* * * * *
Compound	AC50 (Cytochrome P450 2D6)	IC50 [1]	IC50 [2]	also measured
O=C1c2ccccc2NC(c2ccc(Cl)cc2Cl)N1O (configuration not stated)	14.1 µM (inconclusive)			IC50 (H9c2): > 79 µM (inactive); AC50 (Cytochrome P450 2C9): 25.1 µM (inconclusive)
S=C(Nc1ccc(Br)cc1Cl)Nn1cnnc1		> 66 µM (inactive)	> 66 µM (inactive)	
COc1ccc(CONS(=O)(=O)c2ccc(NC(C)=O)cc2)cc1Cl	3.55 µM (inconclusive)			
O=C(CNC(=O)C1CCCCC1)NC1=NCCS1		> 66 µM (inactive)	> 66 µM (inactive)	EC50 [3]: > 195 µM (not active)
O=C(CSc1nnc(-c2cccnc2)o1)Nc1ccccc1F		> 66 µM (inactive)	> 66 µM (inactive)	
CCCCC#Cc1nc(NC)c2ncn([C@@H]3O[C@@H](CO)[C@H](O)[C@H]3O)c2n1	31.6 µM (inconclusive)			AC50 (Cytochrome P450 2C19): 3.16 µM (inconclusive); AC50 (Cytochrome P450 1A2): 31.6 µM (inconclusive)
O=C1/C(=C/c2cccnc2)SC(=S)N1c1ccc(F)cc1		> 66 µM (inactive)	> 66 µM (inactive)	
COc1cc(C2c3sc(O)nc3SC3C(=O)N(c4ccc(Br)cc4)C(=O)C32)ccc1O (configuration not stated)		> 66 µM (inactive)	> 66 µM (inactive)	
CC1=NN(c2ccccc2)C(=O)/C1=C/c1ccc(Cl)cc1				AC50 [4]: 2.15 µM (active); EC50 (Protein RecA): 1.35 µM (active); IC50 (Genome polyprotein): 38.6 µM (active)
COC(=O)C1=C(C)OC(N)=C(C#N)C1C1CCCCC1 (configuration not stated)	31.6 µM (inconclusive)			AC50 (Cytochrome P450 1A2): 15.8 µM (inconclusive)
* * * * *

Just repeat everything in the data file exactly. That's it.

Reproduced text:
Compound	AC50 (Cytochrome P450 2D6)	IC50 [1]	IC50 [2]	also measured
O=C1c2ccccc2NC(c2ccc(Cl)cc2Cl)N1O (configuration not stated)	14.1 µM (inconclusive)			IC50 (H9c2): > 79 µM (inactive); AC50 (Cytochrome P450 2C9): 25.1 µM (inconclusive)
S=C(Nc1ccc(Br)cc1Cl)Nn1cnnc1		> 66 µM (inactive)	> 66 µM (inactive)	
COc1ccc(CONS(=O)(=O)c2ccc(NC(C)=O)cc2)cc1Cl	3.55 µM (inconclusive)			
O=C(CNC(=O)C1CCCCC1)NC1=NCCS1		> 66 µM (inactive)	> 66 µM (inactive)	EC50 [3]: > 195 µM (not active)
O=C(CSc1nnc(-c2cccnc2)o1)Nc1ccccc1F		> 66 µM (inactive)	> 66 µM (inactive)	
CCCCC#Cc1nc(NC)c2ncn([C@@H]3O[C@@H](CO)[C@H](O)[C@H]3O)c2n1	31.6 µM (inconclusive)			AC50 (Cytochrome P450 2C19): 3.16 µM (inconclusive); AC50 (Cytochrome P450 1A2): 31.6 µM (inconclusive)
O=C1/C(=C/c2cccnc2)SC(=S)N1c1ccc(F)cc1		> 66 µM (inactive)	> 66 µM (inactive)	
COc1cc(C2c3sc(O)nc3SC3C(=O)N(c4ccc(Br)cc4)C(=O)C32)ccc1O (configuration not stated)		> 66 µM (inactive)	> 66 µM (inactive)	
CC1=NN(c2ccccc2)C(=O)/C1=C/c1ccc(Cl)cc1				AC50 [4]: 2.15 µM (active); EC50 (Protein RecA): 1.35 µM (active); IC50 (Genome polyprotein): 38.6 µM (active)
COC(=O)C1=C(C)OC(N)=C(C#N)C1C1CCCCC1 (configuration not stated)	31.6 µM (inconclusive)			AC50 (Cytochrome P450 1A2): 15.8 µM (inconclusive)